alexa Poly(beta-hydroxybutyrate) production by a moderate halophile, Halomonas boliviensis LC1 using starch hydrolysate as substrate.
Microbiology

Microbiology

Journal of Microbial & Biochemical Technology

Author(s): Quillaguamn J, Hashim S, Bento F, Mattiasson B, HattiKaul R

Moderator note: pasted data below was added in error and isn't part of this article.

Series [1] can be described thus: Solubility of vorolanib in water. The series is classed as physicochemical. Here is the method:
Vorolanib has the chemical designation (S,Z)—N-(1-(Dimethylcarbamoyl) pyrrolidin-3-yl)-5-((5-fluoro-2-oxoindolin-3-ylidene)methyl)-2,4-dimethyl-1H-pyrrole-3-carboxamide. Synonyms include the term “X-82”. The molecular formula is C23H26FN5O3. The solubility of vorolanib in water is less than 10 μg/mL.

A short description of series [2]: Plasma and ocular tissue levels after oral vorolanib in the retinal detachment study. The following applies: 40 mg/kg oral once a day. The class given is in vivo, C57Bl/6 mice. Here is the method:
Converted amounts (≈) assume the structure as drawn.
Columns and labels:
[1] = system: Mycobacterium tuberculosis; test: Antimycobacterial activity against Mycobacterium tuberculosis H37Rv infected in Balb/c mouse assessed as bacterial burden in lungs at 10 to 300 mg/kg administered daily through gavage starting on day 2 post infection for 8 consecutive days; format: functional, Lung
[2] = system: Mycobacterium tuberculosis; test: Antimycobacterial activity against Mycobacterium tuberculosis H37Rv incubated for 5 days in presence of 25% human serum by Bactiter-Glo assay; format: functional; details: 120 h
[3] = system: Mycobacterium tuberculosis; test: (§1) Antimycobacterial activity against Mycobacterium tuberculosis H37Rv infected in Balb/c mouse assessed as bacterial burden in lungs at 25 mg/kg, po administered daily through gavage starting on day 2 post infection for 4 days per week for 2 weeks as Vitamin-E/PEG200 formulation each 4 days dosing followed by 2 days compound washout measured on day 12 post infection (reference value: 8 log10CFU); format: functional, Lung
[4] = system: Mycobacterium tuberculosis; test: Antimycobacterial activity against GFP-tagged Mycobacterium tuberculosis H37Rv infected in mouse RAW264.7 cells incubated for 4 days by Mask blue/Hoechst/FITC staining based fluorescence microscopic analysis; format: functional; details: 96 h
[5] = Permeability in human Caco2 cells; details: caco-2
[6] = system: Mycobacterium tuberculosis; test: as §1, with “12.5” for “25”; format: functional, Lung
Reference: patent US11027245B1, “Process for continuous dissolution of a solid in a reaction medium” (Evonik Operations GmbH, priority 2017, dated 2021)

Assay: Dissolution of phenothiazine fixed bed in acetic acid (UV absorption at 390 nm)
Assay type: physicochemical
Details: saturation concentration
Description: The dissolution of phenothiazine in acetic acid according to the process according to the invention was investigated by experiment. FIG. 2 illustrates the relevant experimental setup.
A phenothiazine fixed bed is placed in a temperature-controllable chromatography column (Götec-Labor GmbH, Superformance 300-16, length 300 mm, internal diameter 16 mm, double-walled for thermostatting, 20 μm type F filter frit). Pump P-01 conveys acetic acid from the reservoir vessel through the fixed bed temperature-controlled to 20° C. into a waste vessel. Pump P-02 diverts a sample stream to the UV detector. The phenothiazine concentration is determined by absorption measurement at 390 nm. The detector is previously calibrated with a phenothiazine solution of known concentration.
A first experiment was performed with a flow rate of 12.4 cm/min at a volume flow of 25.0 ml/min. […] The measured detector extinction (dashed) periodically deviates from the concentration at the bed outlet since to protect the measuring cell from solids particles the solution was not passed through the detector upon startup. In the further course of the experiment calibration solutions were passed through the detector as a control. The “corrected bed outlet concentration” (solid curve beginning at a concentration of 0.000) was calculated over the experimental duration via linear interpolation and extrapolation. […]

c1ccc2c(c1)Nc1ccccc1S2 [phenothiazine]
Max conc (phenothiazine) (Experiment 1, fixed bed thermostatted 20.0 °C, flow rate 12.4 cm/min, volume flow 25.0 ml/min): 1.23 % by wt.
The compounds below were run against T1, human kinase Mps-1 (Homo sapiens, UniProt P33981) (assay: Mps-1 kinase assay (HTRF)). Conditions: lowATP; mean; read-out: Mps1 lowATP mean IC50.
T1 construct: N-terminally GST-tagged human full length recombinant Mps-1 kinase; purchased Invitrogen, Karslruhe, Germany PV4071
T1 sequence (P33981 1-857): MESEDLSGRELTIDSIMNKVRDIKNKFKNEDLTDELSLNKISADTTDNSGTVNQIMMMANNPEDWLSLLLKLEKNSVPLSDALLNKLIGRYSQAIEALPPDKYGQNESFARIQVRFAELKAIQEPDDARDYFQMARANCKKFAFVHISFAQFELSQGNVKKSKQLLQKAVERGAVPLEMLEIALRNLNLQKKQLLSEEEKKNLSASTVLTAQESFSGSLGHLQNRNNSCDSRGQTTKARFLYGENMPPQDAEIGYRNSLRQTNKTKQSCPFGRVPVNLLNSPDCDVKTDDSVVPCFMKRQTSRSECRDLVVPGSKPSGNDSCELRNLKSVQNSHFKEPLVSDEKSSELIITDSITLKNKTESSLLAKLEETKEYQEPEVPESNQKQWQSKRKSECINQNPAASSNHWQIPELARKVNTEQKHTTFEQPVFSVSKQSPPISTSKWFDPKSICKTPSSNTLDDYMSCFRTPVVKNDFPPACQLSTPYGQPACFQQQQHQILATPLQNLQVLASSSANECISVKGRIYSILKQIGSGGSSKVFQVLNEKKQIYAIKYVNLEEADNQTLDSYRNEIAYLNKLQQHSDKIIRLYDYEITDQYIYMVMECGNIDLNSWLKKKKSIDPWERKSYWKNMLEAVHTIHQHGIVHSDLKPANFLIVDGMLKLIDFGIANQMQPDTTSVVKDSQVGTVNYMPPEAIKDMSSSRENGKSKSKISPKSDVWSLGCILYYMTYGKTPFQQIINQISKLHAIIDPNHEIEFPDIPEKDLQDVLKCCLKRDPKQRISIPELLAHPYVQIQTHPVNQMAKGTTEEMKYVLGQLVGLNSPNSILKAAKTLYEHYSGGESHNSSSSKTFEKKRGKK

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Abstract AIM: The objective of the present work was to enable the use of starch hydrolysate, generated by the action of a recombinant maltooligosaccharide forming amylase from Bacillus halodurans LBK 34, as the carbon source for the production of poly-beta-hydroxybutyrate (PHB) by Halomonas boliviensis LC1. METHODS AND RESULTS: In this work, different amounts of the alpha-amylase (Amy 34) were utilized for starch hydrolysis, resulting in the production of mixtures of maltooligosaccharides (G1-G6) at varying ratios. The highest PHB accumulation (56 wt\%) by H. boliviensis cultivated in shake flasks (with agitation at 160 rev min(-1)) was obtained when 6.4 U ml(-1) of the amylase was used for starch hydrolysis. When H. boliviensis cells were grown in a fermentor with no oxygen limitation the accumulation of PHB was decreased to 35 wt\%. Although some improvements in PHB accumulation and cell mass concentration were reached by the addition of peptone and phosphate, respectively, major enhancements were attained when oxygen limitation was induced in the fermentor. CONCLUSIONS: Halomonas boliviensis uses preferentially maltose for PHB formation from starch hydrolysate. It is also able to hydrolyse higher sugars if no other simpler carbon source is available but with a significantly lower polymer yield. Furthermore, H. boliviensis is able to adjust its metabolism to oxygen limitation, most probably by directing the excess NAD(P)H to PHB accumulation. SIGNIFICANCE AND IMPACT OF THE STUDY: There have been no reports related to PHB production amongst the members of the genus Halomonas. The use of a maltooligosaccharide forming alpha-amylase, which is active at a temperature and pH close to that required for growth of H. boliviensis, and the versatility of this bacterium in the selection of the carbon source may provide an attractive alternative for the utilization of starch-derived raw materials. This article was published in J Appl Microbiol and referenced in Journal of Microbial & Biochemical Technology

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